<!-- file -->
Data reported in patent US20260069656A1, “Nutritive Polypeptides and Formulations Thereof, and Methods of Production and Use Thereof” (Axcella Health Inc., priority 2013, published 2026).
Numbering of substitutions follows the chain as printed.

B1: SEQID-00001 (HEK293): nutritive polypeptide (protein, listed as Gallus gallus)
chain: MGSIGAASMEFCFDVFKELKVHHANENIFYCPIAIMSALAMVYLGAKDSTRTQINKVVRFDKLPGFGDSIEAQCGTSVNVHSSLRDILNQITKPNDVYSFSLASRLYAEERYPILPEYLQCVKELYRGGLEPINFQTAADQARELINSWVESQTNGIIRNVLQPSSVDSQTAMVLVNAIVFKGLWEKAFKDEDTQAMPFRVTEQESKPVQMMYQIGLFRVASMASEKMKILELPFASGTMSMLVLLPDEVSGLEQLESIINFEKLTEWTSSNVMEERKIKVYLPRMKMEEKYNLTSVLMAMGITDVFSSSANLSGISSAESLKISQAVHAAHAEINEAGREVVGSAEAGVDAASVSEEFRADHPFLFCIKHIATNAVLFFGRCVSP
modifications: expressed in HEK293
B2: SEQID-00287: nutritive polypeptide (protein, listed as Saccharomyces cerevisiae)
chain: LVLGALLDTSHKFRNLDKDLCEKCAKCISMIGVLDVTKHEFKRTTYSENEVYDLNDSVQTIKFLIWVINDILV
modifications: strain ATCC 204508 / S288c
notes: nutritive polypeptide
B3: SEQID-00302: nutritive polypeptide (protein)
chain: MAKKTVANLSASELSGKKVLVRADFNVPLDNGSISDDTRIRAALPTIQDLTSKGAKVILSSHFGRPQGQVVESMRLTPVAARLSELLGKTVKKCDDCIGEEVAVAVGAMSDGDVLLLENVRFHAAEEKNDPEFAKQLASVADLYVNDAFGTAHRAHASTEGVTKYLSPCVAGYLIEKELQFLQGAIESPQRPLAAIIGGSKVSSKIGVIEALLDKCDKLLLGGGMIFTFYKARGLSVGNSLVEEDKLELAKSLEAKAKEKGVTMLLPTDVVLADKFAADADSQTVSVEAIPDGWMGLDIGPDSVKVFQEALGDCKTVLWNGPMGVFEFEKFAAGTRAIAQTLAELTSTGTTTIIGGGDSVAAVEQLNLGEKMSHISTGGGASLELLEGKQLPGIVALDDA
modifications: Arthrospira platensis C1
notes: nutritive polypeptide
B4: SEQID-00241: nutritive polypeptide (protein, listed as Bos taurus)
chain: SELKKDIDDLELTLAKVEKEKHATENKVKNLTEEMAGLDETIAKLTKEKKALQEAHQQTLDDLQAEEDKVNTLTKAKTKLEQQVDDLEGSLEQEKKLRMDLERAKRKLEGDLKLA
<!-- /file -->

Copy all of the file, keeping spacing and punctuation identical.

Data reported in patent US20260069656A1, “Nutritive Polypeptides and Formulations Thereof, and Methods of Production and Use Thereof” (Axcella Health Inc., priority 2013, published 2026).
Numbering of substitutions follows the chain as printed.

B1: SEQID-00001 (HEK293): nutritive polypeptide (protein, listed as Gallus gallus)
chain: MGSIGAASMEFCFDVFKELKVHHANENIFYCPIAIMSALAMVYLGAKDSTRTQINKVVRFDKLPGFGDSIEAQCGTSVNVHSSLRDILNQITKPNDVYSFSLASRLYAEERYPILPEYLQCVKELYRGGLEPINFQTAADQARELINSWVESQTNGIIRNVLQPSSVDSQTAMVLVNAIVFKGLWEKAFKDEDTQAMPFRVTEQESKPVQMMYQIGLFRVASMASEKMKILELPFASGTMSMLVLLPDEVSGLEQLESIINFEKLTEWTSSNVMEERKIKVYLPRMKMEEKYNLTSVLMAMGITDVFSSSANLSGISSAESLKISQAVHAAHAEINEAGREVVGSAEAGVDAASVSEEFRADHPFLFCIKHIATNAVLFFGRCVSP
modifications: expressed in HEK293
B2: SEQID-00287: nutritive polypeptide (protein, listed as Saccharomyces cerevisiae)
chain: LVLGALLDTSHKFRNLDKDLCEKCAKCISMIGVLDVTKHEFKRTTYSENEVYDLNDSVQTIKFLIWVINDILV
modifications: strain ATCC 204508 / S288c
notes: nutritive polypeptide
B3: SEQID-00302: nutritive polypeptide (protein)
chain: MAKKTVANLSASELSGKKVLVRADFNVPLDNGSISDDTRIRAALPTIQDLTSKGAKVILSSHFGRPQGQVVESMRLTPVAARLSELLGKTVKKCDDCIGEEVAVAVGAMSDGDVLLLENVRFHAAEEKNDPEFAKQLASVADLYVNDAFGTAHRAHASTEGVTKYLSPCVAGYLIEKELQFLQGAIESPQRPLAAIIGGSKVSSKIGVIEALLDKCDKLLLGGGMIFTFYKARGLSVGNSLVEEDKLELAKSLEAKAKEKGVTMLLPTDVVLADKFAADADSQTVSVEAIPDGWMGLDIGPDSVKVFQEALGDCKTVLWNGPMGVFEFEKFAAGTRAIAQTLAELTSTGTTTIIGGGDSVAAVEQLNLGEKMSHISTGGGASLELLEGKQLPGIVALDDA
modifications: Arthrospira platensis C1
notes: nutritive polypeptide
B4: SEQID-00241: nutritive polypeptide (protein, listed as Bos taurus)
chain: SELKKDIDDLELTLAKVEKEKHATENKVKNLTEEMAGLDETIAKLTKEKKALQEAHQQTLDDLQAEEDKVNTLTKAKTKLEQQVDDLEGSLEQEKKLRMDLERAKRKLEGDLKLA